The SMSF Association has used its 2017 federal budget submission to call on the government to commit to stability for superannuation and resist further changes to the system.
“Superannuation funds need a period of stability, not only to ensure that they are able to implement any chances required to meet the new superannuation laws, but to foster confidence in the system,” SMSF Association head of policy Jordan George said. “The government’s moves to enshrine the objectives of superannuation in law are a welcome step in this direction, however, the objectives must be fit-for-purpose to deliver the stability the system so badly needs. “It is also essential to remove super policy from the regular budgetary cycle.” The association’s submission – which also raised issues in relation to housing affordability, infrastructure funding, red tape and how to better integrate super with social security policy – noted super underwent significant upheaval following the 2016 budget and the recent passage of the Treasury Laws Amendment (Fair and Sustainable Superannuation) Act 2016. “Currently, many fund members and their advisers are working through the actions and strategies required to ensure they comply with the new laws from 1 July,” George added. “In addition to the need to revisit strategies and undertake actions to meet the new rules, many SMSFs will be faced with increased reporting compliance obligations under the new transfer balance cap rules after 1 July.” Consequently, the SMSF Association believed it was essential the government committed to a period of stability for super, free of any significant changes, especially tax settings, he said. “This would allow super funds and their members a period to ensure that they have the correct strategies in place to comply with the new rules and maximise their opportunities to build retirement savings,” he said, adding a period of stability would work to restore much needed confidence in the system. “After a period of significant change, it is important that stability follows so that fund members can have confidence that their retirement savings will not be at the whim of budget policy or more tinkering with the superannuation laws. “Stability for super should extend beyond tax settings and include broader issues such as ensuring that it’s not used to fund first-home deposits – such proposals should be easily evaluated and assessed against strong and fit-for-purpose objectives for super.” On the other hand, sensible changes that improved the system and made it more efficient by reducing red tape should meet the system’s objectives and should proceed, he said.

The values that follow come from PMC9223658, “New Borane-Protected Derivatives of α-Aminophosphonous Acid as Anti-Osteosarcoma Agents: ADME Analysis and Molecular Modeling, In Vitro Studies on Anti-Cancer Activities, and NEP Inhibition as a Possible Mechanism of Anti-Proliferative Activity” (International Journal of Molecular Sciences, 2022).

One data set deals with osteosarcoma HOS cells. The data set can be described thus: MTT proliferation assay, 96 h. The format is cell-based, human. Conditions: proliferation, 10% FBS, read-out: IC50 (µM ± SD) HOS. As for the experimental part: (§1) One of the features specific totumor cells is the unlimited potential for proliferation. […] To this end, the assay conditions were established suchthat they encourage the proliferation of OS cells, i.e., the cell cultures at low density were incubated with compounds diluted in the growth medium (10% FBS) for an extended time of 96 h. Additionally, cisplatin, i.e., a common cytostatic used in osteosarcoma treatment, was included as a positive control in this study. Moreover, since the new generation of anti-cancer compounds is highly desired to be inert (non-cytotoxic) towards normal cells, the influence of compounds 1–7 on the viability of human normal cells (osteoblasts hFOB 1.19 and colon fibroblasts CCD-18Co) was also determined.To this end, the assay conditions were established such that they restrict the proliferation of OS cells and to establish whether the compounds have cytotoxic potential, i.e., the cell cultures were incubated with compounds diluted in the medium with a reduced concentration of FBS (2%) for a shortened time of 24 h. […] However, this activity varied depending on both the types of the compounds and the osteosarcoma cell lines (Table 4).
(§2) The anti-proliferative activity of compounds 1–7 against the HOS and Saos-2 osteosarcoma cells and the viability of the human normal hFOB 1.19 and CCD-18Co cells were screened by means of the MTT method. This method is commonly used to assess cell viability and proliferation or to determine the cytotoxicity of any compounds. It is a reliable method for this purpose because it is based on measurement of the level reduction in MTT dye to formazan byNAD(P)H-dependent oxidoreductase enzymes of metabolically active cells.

03 May 2017
By Kristine Lumanta